posted by AHIP
on February 7, 2018
Health insurance providers are already starting the process of
making decisions about market participation, product offerings,
and pricing for the 2019 plan year.
The individual market faces challenges including high premiums
and high premium increases, fewer plan choices for many
consumers, lower-than-projected enrollment, and risk pool
challenges in certain states and markets.
Members of Congress and the Administration have a short
opportunity to enact legislation that would put strong downward
pressure on premiums in 2019, 2020 and beyond.
As of January 31, the 2018 open enrollment period for the individual market has closed nationwide. This includes states with extended open enrollment periods, such as California and New York. Given the timelines for product development and rate filings, health insurance providers are already starting the process of making decisions about market participation, product offerings, and pricing for the 2019 plan year.
Based on data from the Centers for Medicare & Medicaid Services (CMS), over 8.8 million consumers made a plan selection for coverage through healthcare.gov—a 5 percent decrease in plan selections from 2017. By contrast, preliminary data from state-based marketplaces suggest that plan selections for 2018 may exceed 2017 rates.
Actual enrollment data for 2018 will not be known until later this year. However, the key reason that 2018 enrollment appears to be on par with or greater than 2017 is the availability of federal premium assistance. These advance premium tax credits, or APTCs, make coverage affordable for low- and moderate- income individuals and families. This assistance is higher for individuals and families making less than 300 percent of federal poverty (FPL), but are available up to 400 percent FPL for those who lack access to affordable coverage through an employer.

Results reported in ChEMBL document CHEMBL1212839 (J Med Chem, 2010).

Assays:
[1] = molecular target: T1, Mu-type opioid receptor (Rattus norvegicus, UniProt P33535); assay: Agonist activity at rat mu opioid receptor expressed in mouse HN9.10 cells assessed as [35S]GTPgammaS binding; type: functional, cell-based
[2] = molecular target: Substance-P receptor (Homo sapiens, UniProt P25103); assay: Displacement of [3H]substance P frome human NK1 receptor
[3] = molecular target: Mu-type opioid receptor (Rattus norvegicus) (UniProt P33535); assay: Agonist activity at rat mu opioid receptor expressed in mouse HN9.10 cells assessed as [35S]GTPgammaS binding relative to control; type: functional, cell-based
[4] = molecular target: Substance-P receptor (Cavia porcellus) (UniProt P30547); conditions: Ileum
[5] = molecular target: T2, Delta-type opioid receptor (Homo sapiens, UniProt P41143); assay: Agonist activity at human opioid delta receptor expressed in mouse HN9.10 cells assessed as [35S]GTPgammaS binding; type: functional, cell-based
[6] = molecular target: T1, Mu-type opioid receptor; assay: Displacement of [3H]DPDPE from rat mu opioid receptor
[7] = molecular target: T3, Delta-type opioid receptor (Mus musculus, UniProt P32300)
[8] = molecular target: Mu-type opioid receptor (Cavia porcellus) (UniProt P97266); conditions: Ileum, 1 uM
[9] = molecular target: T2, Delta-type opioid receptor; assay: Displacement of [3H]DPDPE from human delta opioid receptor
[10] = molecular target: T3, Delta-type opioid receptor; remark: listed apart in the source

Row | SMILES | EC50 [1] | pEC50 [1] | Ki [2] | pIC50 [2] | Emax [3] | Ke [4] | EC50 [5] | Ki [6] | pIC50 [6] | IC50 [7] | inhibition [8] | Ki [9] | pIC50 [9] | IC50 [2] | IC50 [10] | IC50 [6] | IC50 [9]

For many well-documented reasons, the individual market continues to face stability challenges in its fifth year under the market reform rules of the Affordable Care Act (ACA). These challenges include high premiums and high premium increases, fewer plan choices for many consumers, lower-than-projected enrollment, and risk pool challenges in certain states and markets. Moreover, recent policy actions and other proposals may exacerbate current market instability and place greater upward pressure on premiums for 2019. Amid this uncertain environment, this brief examines the key factors affecting individual market premiums in 2019 and policy solutions that could slow or potentially reverse premium increases in 2019 and beyond.